If rainy weather prevents you from getting the job done on time,
virtually all construction contracts will allow you to claim an
extension of time (EOT). In fact, for reasons we will consider in
another blog, your head contractor or principal may benefit from
granting you an EOT so that it can claim liquidated damages if you
do not practically complete your works by the extended time for
However, contractors often want to take their delay-claim a step
further by also seeking to be compensated for the losses that they
suffer by having to "man-down" or keep their labour and
machinery idle on site while they wait for delayed head works to
catch up to them. This kind of loss is commonly known as
Prolongation costs and EOTs are often seen as going hand-in-hand
because they deal with the same problem for contractors: the
negative financial impact of delayed works on construction
contractors. However, from a contractual point of view, there is an
important difference. That difference has to do with how
construction contracts typically allocate risk between contractors
(including subcontractors) and principals (including head
Typically, the contractor agrees to complete the whole of the
contractual scope of work (as varied) for the agreed contract price
(as varied) by the agreed time for completion (as varied). The risk
of incomplete, defective, unprofitable or late delivery of the
works is allocated to the contractor under the contract.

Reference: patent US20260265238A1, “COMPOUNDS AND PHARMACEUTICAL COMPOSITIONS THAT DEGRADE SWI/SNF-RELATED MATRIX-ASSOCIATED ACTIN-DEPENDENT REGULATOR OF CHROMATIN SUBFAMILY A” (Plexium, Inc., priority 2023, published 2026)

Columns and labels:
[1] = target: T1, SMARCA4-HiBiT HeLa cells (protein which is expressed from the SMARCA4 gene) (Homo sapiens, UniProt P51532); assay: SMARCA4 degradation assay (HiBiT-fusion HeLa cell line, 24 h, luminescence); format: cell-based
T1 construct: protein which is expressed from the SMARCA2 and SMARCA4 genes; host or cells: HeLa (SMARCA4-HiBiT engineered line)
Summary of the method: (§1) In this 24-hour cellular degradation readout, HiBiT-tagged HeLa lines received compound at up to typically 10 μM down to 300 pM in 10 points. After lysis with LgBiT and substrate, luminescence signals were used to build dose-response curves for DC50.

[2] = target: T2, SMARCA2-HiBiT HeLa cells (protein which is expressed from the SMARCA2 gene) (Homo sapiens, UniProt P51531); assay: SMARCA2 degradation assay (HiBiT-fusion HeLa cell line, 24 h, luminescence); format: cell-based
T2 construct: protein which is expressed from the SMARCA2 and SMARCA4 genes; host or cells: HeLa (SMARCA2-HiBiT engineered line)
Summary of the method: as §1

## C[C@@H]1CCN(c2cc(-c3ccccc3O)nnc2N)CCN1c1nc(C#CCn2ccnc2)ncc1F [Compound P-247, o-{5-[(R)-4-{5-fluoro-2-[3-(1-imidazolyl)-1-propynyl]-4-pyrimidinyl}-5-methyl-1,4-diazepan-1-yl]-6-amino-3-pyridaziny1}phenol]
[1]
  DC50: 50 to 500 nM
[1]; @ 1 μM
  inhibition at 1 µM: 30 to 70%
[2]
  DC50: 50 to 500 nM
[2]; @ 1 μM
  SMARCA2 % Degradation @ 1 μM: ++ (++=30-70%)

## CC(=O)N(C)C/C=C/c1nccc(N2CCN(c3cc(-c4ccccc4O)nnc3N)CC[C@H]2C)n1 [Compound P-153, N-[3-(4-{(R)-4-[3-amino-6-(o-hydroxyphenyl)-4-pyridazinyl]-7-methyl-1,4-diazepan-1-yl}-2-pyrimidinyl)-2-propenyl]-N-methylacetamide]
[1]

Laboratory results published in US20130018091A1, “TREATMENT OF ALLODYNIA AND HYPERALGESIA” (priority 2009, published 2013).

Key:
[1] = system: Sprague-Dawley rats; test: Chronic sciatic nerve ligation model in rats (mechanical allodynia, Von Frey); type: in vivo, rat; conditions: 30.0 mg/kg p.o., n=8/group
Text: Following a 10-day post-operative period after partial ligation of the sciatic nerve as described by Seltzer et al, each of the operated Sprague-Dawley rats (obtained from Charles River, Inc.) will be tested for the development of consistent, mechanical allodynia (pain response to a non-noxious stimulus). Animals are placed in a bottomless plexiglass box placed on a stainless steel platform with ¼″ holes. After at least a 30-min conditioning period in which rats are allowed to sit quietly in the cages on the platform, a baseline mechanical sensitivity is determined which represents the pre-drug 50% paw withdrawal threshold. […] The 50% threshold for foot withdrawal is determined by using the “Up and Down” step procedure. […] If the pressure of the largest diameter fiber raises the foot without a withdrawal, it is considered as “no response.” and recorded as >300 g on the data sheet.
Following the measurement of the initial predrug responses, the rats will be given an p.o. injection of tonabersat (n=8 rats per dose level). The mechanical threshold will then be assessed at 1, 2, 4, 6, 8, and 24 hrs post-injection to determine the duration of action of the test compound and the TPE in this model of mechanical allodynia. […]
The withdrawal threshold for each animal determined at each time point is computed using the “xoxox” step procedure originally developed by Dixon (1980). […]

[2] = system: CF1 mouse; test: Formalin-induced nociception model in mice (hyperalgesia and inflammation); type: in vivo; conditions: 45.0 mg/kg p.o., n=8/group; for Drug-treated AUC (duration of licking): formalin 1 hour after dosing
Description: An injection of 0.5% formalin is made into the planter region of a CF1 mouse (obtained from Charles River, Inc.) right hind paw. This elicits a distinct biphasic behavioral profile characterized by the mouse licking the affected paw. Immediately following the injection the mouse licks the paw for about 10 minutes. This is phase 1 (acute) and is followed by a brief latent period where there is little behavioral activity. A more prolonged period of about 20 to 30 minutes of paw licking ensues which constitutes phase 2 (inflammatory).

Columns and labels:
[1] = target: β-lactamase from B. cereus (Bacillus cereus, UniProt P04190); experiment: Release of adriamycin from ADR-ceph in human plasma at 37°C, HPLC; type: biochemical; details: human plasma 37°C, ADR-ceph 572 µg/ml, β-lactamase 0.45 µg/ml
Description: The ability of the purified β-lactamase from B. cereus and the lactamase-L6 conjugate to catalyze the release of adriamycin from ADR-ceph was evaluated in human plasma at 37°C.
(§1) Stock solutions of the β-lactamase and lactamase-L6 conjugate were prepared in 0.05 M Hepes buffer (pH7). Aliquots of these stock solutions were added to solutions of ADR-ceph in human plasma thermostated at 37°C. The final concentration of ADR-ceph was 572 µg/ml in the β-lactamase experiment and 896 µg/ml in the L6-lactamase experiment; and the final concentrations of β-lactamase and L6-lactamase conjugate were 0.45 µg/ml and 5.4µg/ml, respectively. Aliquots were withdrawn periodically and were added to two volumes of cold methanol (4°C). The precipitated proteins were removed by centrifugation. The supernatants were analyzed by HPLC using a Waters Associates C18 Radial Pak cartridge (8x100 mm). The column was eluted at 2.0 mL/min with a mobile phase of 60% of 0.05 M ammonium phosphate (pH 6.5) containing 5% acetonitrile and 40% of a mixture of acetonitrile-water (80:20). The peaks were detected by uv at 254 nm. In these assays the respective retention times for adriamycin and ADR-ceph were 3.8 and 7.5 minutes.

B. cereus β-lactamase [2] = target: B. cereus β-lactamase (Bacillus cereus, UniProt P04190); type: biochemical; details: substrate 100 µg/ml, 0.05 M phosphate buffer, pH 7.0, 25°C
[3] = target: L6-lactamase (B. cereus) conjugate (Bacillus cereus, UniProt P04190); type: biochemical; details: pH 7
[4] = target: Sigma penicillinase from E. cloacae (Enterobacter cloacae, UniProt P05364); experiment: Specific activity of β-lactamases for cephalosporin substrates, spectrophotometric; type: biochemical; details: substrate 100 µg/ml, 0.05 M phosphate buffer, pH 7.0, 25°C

Construction contracts typically contain certain "safety
valves", however. An important one of these is the EOT clause.
EOT clauses typically prescribe certain events beyond the
contractor's control, such as rainy weather, as qualifying the
contractor to claim an EOT.
If the contractor exercises this right and the time to complete
the works is extended, this does not mean that the contractor can
make a claim against the principal for the losses that the
contractor suffers because of the extra time it has to spend on
site. This is because the contract has allocated the risk of not
finishing on time to the contractor, not the principal. There is no
basis in the contract to shift the loss caused by the delay from
the contractor (which contractually bears the risk of that loss) to
All an EOT does is ensure that, to the extent that delay is not
the contractor's fault, the contractor does not become liable
for the losses caused by delay to the principal. In other words, as
long as the contractor exercises its right to claim EOTs properly
and on time, the EOT clause ensures that the contractor only has to
compensate the principal for delay that the contractor has caused
in breach of its contractual obligation to practically complete its
works (as varied) by the agreed time for completion (as
The same goes for the principal. The contract may, for example,
provide (or imply) that the principal will ensure that the site
will be ready to receive the contractor's works immediately, or
that the project will keep pace at all times with the
contractor's program. In that event, if the head works fall
behind causing delay to the contractor, the contractor may claim
that the delay has resulted from the principal's breach of the
contract. In that case, the delay may not be treated as part of the
risks that the contractor agreed to take on under the contract: it
may be treated as a breach of contract instead, which may then
entitle the contractor to be compensated for its "prolongation
The content of this article is intended to provide a general
guide to the subject matter. Specialist advice should be sought
about your specific circumstances.
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Warranties can be risk-shifting mechanisms when the party giving the warranty is not the party at fault for the defect.
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